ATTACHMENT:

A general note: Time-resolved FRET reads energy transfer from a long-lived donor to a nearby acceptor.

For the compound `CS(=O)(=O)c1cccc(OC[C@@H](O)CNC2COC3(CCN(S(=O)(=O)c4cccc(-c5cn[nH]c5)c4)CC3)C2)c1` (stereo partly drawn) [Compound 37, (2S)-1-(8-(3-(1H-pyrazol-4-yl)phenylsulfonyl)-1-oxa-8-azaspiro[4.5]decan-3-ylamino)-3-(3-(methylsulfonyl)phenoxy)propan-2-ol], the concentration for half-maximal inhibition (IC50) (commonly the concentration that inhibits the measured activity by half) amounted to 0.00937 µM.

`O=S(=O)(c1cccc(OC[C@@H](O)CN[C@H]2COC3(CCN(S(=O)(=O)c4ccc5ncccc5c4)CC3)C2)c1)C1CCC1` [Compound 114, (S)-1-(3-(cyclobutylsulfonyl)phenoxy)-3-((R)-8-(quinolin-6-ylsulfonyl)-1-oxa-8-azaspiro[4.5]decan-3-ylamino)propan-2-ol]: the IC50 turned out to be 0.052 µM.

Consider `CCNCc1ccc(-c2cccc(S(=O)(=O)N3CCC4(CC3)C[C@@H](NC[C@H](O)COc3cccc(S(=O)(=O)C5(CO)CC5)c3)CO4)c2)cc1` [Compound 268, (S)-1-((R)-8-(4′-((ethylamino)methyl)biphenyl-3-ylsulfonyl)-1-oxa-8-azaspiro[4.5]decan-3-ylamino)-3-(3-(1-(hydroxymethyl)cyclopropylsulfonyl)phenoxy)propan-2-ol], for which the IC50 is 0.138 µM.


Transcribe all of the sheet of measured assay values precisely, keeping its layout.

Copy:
A general note: Time-resolved FRET reads energy transfer from a long-lived donor to a nearby acceptor.

For the compound `CS(=O)(=O)c1cccc(OC[C@@H](O)CNC2COC3(CCN(S(=O)(=O)c4cccc(-c5cn[nH]c5)c4)CC3)C2)c1` (stereo partly drawn) [Compound 37, (2S)-1-(8-(3-(1H-pyrazol-4-yl)phenylsulfonyl)-1-oxa-8-azaspiro[4.5]decan-3-ylamino)-3-(3-(methylsulfonyl)phenoxy)propan-2-ol], the concentration for half-maximal inhibition (IC50) (commonly the concentration that inhibits the measured activity by half) amounted to 0.00937 µM.

`O=S(=O)(c1cccc(OC[C@@H](O)CN[C@H]2COC3(CCN(S(=O)(=O)c4ccc5ncccc5c4)CC3)C2)c1)C1CCC1` [Compound 114, (S)-1-(3-(cyclobutylsulfonyl)phenoxy)-3-((R)-8-(quinolin-6-ylsulfonyl)-1-oxa-8-azaspiro[4.5]decan-3-ylamino)propan-2-ol]: the IC50 turned out to be 0.052 µM.

Consider `CCNCc1ccc(-c2cccc(S(=O)(=O)N3CCC4(CC3)C[C@@H](NC[C@H](O)COc3cccc(S(=O)(=O)C5(CO)CC5)c3)CO4)c2)cc1` [Compound 268, (S)-1-((R)-8-(4′-((ethylamino)methyl)biphenyl-3-ylsulfonyl)-1-oxa-8-azaspiro[4.5]decan-3-ylamino)-3-(3-(1-(hydroxymethyl)cyclopropylsulfonyl)phenoxy)propan-2-ol], for which the IC50 is 0.138 µM.